On April 10, the College of Health and Human Services will host the 2015 Community Heroes Awards to recognize the unsung heroes in our community whose actions, thoughts and words have had a transformative power in our region. Our heroes, who represent each of the seven departments and four centers within our college, put others before themselves to genuinely make a difference for the residents of our region. All month long, we will be highlighting our 11 honorees in our Community Heroes Series.

BenCuellarName: Ben Cuellar

Occupation: Dean Emeritus of the College of Health and Human Services at Fresno State and Professor Emeritus of the Department of Social Work Education at Fresno State

Nominated by: The Central California Children’s Institute

Dr. Benjamin Cuellar grew up in the agricultural heartland of Visalia, California. Beyond the crops and industrialized labor that the small town is widely known for was a world of poverty, discrimination, institutional racism and poor schooling, as is the case with any town. The lifelong negative effects that accompany such disparities were all around him and Cuellar experienced this first-hand. He saw how the chances and opportunities of children and youth in that region rapidly declined without support or intervention.

As a result of this, Cuellar (a Fresno State Professor and Dean Emeritus), sought out to make change and has devoted his nearly 30-year career to the very subject. It is often said that a vision is simply passion put to work. The Central California Children’s Institute at Fresno State, established in 2001, is a perfect example of that. It was Cuellar’s passion that set the vision and implementation for the Children’s Institute.

“Central California is a region known nationally and internationally for its high rates of poverty, particularly among children and youth,” says Cuellar. Poverty, in particular, serves as a leading cause to other problems in an individual’s life, such as poor performance in school, juvenile delinquency, high dropout rates, gang activity and a life of crime.

Cuellar, along with colleagues, felt there was a need to have structure – a place at Fresno State where the needs and problems of children and youth could be looked at and addressed through research, program development, funding, and coordination by the appropriate colleges and schools within the University. This would lead to the core foundation of the Children’s Institute.

Cuellar’s advocacy for multi-college and multi-disciplinary collaboration on behalf of children spawned a new era for the Children’s Institute in 2008. In addition to the College of Health and Human Services, the College of Science and Mathematics, the Jordan College of Agricultural Sciences and Technology, and the Kremen School of Education and Human Development provided support of the Children’s Institute’s work.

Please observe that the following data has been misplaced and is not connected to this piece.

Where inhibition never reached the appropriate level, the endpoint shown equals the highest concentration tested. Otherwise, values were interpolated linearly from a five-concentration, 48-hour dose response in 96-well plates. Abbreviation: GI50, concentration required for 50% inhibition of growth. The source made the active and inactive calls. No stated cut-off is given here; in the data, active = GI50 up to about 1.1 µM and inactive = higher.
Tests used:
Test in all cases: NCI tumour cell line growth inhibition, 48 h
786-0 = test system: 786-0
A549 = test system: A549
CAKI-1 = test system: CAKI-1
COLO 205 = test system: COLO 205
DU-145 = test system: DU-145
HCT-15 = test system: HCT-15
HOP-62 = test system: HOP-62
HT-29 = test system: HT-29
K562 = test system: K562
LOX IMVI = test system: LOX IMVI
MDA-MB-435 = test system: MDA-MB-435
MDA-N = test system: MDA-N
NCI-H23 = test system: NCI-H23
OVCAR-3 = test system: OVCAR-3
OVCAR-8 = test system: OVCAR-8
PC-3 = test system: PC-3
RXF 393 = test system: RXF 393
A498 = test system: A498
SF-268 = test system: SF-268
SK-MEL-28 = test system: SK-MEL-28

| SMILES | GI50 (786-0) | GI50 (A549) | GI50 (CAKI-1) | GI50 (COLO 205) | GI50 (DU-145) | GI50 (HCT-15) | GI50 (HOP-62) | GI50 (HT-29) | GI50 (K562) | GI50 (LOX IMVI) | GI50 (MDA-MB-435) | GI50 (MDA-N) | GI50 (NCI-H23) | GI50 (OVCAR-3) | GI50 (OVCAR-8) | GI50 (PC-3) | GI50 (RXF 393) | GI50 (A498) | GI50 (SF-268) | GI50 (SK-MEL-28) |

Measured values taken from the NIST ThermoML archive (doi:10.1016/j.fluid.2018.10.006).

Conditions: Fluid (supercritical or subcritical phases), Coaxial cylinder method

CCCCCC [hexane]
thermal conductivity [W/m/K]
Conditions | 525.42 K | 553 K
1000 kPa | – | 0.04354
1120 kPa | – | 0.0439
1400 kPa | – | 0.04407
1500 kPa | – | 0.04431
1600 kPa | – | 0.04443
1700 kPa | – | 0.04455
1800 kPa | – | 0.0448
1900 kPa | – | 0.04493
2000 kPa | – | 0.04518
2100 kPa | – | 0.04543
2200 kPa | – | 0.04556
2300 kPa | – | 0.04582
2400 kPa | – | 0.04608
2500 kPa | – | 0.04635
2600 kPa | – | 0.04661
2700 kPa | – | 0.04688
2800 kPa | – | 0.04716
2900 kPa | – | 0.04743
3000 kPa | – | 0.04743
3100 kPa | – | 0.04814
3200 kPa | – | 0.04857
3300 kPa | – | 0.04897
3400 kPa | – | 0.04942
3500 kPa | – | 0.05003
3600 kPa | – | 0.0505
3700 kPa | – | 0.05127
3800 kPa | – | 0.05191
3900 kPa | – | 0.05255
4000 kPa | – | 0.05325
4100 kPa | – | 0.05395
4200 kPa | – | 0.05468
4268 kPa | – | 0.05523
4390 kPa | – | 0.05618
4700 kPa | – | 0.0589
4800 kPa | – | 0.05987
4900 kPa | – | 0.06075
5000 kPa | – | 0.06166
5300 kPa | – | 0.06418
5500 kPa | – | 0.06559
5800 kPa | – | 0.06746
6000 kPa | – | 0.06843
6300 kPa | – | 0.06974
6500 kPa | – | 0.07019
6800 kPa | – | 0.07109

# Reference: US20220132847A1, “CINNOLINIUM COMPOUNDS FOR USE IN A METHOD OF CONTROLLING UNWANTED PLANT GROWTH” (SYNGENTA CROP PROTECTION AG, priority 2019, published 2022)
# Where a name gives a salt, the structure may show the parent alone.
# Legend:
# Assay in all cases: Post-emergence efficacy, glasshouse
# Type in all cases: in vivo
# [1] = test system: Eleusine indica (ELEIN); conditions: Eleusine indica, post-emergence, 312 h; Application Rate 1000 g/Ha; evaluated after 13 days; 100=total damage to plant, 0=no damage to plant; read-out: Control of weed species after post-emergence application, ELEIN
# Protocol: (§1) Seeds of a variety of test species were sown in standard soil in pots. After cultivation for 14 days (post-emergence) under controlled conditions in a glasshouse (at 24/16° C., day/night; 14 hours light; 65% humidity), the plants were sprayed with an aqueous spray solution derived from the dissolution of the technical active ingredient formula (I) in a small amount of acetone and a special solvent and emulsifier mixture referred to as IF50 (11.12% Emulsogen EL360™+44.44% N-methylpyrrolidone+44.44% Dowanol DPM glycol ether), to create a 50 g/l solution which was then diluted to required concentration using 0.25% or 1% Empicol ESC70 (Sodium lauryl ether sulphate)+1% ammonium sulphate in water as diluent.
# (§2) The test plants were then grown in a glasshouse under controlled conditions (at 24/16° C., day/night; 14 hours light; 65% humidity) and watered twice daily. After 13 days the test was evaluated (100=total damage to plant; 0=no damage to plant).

“These structures provide the great majority of teachers and health and human service professionals in this region,” says Cuellar. “These graduates will make and have made many positive changes for vulnerable youth in the region and state and will continue to do so. It may be slow and never fast enough, but it will be consistent.”

Cuellar’s vision and leadership grew out of his knowledge of and love for the Central Valley. After receiving his Doctor of Social Work degree from Columbia University, he returned to the Valley in which he grew up. Cuellar joined the Fresno State community in 1981, where he worked as a professor in the Department of Social Work Education until 1988, and also served as department chair from 1985 to 1994. In 1995, he became dean of the College of Health and Human Services and held that position until his entrance into the Faculty Early Retirement Program in 2009. Cuellar was the first Chicano dean in the history of Fresno State.

During his time as a chair and dean for the college, he also helped establish the Central Valley Health Policy Institute and played an integral role in generating funding to support various institutes and programs, including the Social Work Education and Research Training Academy (SWERT), which has trained thousands of Valley social workers since its inception.

Cuellar has received numerous awards and fellowships while at Fresno State, including the CSU Faculty Meritorious Performance Award, the Kellogg Fellowship from the Hispanic Association of Colleges and Universities and the Outstanding Leadership Award in honor of Hispanic Heritage Month. Prior to Fresno State, Cuellar held fellowships with the Carnegie Foundation, the National Institute of Mental Health and the Ford Foundation.

It is without a doubt that Cuellar’s long-standing and admirable career advocating for children has left an indelible print on the hearts and hands of the many individuals working on behalf of both vulnerable children and communities in the Central Valley.

The 2015 Community Heroes Awards will be held on April 10, 2015 at Fresno State. For more information on the event, contact Beth Wilkinson at 559.278.3603 or bwilkinson@csufresno.edu or click here.